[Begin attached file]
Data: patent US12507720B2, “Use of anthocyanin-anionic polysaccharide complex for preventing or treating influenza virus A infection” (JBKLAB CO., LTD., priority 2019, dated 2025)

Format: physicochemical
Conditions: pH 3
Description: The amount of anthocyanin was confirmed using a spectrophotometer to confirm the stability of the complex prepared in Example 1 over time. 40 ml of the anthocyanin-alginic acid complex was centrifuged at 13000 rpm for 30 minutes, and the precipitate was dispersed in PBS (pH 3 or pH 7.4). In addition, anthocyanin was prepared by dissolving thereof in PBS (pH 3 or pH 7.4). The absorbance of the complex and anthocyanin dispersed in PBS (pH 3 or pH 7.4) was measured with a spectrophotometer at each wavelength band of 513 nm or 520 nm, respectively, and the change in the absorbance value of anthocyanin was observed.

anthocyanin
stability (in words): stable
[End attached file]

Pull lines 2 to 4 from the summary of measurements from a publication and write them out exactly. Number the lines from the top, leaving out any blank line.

Format: physicochemical
Conditions: pH 3
Description: The amount of anthocyanin was confirmed using a spectrophotometer to confirm the stability of the complex prepared in Example 1 over time. 40 ml of the anthocyanin-alginic acid complex was centrifuged at 13000 rpm for 30 minutes, and the precipitate was dispersed in PBS (pH 3 or pH 7.4). In addition, anthocyanin was prepared by dissolving thereof in PBS (pH 3 or pH 7.4). The absorbance of the complex and anthocyanin dispersed in PBS (pH 3 or pH 7.4) was measured with a spectrophotometer at each wavelength band of 513 nm or 520 nm, respectively, and the change in the absorbance value of anthocyanin was observed.